Art pushes us to see beyond the confine of our homes and ourselves.
The news from the art world is mainly grim these days. Most major art institutions are closed and have either laid off or furloughed the majority of their staff. Galleries have gone to extraordinary lengths to showcase artists’ work online. Online viewing rooms, virtual tours and Instagram in particular are keeping the art community and the artists connected to the rest of the world, in what some see a shift in how art will be experienced over the long run.
As an art advisor, I am eager to explore and embrace this new online life as a way to continue bringing art into people’s life, while holding strong to the belief that nothing will fully replace viewing and experiencing art in person. On days when we feel our life has shrunk, art pushes us to see beyond the confines of our homes and ourselves.
Art gives us hope and is central to our wellbeing
It would be devastating to all of us, who are now spending 99% of our time home, not to have access to art. Our life at home would be a shadow of its current sanctuary status without access to books, music, and all the performing and visual arts. We would be emotionally and intellectually starved. German artist Gehard Richter once said “Art is the highest form of hope.” That statement has never felt so true.
Art is our oxygen and art is sustaining us during these uncertain times. Art is how we connect as people and art gives us the hope that is central to our mental wellbeing.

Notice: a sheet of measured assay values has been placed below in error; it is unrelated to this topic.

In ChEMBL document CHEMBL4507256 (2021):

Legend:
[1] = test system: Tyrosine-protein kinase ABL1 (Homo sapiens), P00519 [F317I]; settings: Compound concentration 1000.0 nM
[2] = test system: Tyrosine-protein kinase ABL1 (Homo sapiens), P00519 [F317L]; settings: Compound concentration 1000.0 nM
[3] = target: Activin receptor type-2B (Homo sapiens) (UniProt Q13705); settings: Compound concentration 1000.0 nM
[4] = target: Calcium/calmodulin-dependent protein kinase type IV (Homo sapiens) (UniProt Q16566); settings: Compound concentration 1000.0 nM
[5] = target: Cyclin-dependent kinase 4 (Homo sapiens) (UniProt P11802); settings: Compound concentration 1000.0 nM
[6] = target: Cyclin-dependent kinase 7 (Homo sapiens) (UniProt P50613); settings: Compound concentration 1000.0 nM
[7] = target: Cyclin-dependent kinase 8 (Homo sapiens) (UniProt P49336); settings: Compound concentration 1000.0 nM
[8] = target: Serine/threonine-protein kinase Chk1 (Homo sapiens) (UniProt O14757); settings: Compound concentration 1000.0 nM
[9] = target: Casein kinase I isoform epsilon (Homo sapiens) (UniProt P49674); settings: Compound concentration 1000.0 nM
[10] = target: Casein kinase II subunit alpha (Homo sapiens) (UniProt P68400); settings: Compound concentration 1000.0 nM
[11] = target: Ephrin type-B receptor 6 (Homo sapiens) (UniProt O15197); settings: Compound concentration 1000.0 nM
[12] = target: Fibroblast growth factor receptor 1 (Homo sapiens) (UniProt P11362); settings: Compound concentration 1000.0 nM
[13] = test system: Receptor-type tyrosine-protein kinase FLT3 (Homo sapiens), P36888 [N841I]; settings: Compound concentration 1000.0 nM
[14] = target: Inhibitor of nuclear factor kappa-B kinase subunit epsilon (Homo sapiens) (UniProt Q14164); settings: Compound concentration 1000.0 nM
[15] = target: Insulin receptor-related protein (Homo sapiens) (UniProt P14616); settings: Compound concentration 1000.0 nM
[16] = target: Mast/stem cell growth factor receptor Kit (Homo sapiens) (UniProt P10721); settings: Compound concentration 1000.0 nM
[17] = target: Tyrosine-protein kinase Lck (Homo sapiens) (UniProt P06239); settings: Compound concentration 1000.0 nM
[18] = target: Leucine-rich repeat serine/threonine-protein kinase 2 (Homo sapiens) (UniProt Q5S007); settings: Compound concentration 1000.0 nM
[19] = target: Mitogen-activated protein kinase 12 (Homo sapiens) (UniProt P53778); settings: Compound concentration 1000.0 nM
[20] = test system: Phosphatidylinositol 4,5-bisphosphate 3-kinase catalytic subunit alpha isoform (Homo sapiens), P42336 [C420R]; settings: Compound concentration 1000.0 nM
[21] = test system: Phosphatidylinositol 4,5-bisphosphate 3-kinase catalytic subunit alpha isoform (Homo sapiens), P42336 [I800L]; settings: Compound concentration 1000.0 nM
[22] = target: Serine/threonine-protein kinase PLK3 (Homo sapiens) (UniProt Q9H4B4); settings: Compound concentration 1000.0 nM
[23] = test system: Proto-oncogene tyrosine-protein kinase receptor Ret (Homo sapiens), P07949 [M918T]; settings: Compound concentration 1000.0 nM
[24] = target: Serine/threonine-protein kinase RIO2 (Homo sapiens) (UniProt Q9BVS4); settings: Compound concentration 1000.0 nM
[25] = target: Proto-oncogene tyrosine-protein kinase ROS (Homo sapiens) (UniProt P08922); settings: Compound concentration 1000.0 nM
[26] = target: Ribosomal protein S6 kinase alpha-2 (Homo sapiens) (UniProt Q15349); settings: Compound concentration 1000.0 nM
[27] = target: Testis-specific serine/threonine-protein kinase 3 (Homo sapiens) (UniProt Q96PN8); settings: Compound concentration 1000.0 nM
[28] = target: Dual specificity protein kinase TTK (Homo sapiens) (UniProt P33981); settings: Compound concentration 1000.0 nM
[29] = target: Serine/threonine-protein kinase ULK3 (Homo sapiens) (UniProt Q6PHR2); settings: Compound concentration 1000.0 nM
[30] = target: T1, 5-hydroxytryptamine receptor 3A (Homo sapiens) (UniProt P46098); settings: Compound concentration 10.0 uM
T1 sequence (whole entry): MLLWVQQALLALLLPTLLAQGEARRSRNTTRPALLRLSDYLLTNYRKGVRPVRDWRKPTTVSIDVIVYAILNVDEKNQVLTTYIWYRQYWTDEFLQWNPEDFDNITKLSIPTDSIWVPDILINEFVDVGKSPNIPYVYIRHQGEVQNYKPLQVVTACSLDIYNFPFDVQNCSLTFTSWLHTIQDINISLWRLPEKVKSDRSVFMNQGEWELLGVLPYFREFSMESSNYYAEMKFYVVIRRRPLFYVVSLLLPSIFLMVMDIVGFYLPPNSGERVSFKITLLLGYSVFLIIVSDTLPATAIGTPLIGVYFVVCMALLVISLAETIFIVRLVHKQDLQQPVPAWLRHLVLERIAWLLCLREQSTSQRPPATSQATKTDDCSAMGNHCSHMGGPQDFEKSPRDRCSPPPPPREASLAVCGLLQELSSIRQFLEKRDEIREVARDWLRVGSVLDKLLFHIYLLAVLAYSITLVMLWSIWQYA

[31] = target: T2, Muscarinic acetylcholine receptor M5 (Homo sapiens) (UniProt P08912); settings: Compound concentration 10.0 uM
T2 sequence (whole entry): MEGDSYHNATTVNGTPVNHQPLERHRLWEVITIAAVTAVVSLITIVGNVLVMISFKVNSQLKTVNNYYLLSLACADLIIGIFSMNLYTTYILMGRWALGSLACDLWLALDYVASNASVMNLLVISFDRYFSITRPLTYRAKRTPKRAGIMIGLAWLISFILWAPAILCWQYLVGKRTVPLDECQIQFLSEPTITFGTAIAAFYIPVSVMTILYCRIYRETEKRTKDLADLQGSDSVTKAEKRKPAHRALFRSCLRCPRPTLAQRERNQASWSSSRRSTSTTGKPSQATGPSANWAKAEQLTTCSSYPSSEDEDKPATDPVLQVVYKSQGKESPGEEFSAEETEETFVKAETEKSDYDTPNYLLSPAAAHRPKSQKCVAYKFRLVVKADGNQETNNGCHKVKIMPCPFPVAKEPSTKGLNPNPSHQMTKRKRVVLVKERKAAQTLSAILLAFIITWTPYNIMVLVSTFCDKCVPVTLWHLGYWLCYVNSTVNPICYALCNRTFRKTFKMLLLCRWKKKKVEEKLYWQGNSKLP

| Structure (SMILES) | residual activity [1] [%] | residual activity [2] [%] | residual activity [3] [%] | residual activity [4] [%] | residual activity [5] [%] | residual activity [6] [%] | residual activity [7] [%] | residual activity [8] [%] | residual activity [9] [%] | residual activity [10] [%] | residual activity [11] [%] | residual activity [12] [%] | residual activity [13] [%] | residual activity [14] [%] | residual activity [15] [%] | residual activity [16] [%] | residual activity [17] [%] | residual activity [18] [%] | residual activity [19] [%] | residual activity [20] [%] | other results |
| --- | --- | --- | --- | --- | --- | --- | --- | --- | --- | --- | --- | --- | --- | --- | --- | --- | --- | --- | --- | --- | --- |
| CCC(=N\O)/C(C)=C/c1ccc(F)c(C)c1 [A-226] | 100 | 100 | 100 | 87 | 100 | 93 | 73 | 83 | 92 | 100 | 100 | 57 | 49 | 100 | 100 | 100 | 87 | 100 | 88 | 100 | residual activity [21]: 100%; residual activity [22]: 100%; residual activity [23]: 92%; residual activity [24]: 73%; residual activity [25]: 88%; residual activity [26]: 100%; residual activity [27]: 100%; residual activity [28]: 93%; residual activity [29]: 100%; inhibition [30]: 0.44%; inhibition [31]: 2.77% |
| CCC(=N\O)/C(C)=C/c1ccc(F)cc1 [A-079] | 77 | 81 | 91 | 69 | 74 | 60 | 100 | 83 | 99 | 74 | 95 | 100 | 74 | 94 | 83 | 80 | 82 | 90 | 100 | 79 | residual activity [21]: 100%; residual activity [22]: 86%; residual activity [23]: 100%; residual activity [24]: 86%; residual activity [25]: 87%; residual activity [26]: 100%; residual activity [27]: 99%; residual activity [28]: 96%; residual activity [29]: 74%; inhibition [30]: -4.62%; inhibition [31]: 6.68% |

Supporting the arts as an act of solidarity
Whereas the art we consume online is mostly free, artists still need to earn a living and sell art. It is vital that during this global pandemic we continue to find ways to support the arts and the artists that sustain and inspire us while socially isolating at home. Supporting the arts or buying art in a time fraught with anxiety, loss, and financial uncertainties can be perceived as a frivolous act. But it can also be viewed as an act of solidarity, a way to support artists and acknowledge the true value of the artistic content that we freely consume online.
While our world has been turned upside down, artists continue to work in their studio, more often than not alone, day in and day out. This is not a new phenomenon. This is what artists do. Artist Carmen Herrera comes to mind. Now a world renowned and celebrated hard-edge artist, Herrera was mostly unknown well into her 80’s and was overlooked for years as a woman and an artist. She steadfastly continued to make art. As a direct consequence of the coronavirus pandemic, countless artists have seen their long awaited exhibitions and museum shows cancelled or postponed.
Yet we know that artists will be there for us, when life resumes. I invite you to explore ways to support the art community in a fashion that is meaningful to you; continuing to collect and buy art is one way to support artists.
I am offering a limited number of free virtual art consultations to new clients.
[Originally published on Linkedin at https://www.linkedin.com/pulse/art-time-coronavirus-estelle-fournier/]